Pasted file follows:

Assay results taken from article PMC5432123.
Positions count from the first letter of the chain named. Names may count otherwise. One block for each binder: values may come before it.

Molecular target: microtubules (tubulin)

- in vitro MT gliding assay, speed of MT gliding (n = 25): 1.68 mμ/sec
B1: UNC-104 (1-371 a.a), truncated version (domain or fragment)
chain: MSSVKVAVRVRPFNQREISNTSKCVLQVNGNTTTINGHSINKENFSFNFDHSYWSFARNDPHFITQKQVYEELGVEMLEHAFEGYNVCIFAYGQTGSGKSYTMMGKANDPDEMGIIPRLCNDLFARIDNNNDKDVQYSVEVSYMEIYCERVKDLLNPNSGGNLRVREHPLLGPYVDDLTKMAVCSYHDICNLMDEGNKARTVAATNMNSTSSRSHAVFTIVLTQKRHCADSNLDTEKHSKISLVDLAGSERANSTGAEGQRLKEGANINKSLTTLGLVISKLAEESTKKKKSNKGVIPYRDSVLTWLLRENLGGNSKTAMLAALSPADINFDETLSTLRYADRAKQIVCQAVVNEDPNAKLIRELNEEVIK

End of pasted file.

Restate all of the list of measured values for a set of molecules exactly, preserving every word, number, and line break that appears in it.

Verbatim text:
Assay results taken from article PMC5432123.
Positions count from the first letter of the chain named. Names may count otherwise. One block for each binder: values may come before it.

Molecular target: microtubules (tubulin)

- in vitro MT gliding assay, speed of MT gliding (n = 25): 1.68 mμ/sec
B1: UNC-104 (1-371 a.a), truncated version (domain or fragment)
chain: MSSVKVAVRVRPFNQREISNTSKCVLQVNGNTTTINGHSINKENFSFNFDHSYWSFARNDPHFITQKQVYEELGVEMLEHAFEGYNVCIFAYGQTGSGKSYTMMGKANDPDEMGIIPRLCNDLFARIDNNNDKDVQYSVEVSYMEIYCERVKDLLNPNSGGNLRVREHPLLGPYVDDLTKMAVCSYHDICNLMDEGNKARTVAATNMNSTSSRSHAVFTIVLTQKRHCADSNLDTEKHSKISLVDLAGSERANSTGAEGQRLKEGANINKSLTTLGLVISKLAEESTKKKKSNKGVIPYRDSVLTWLLRENLGGNSKTAMLAALSPADINFDETLSTLRYADRAKQIVCQAVVNEDPNAKLIRELNEEVIK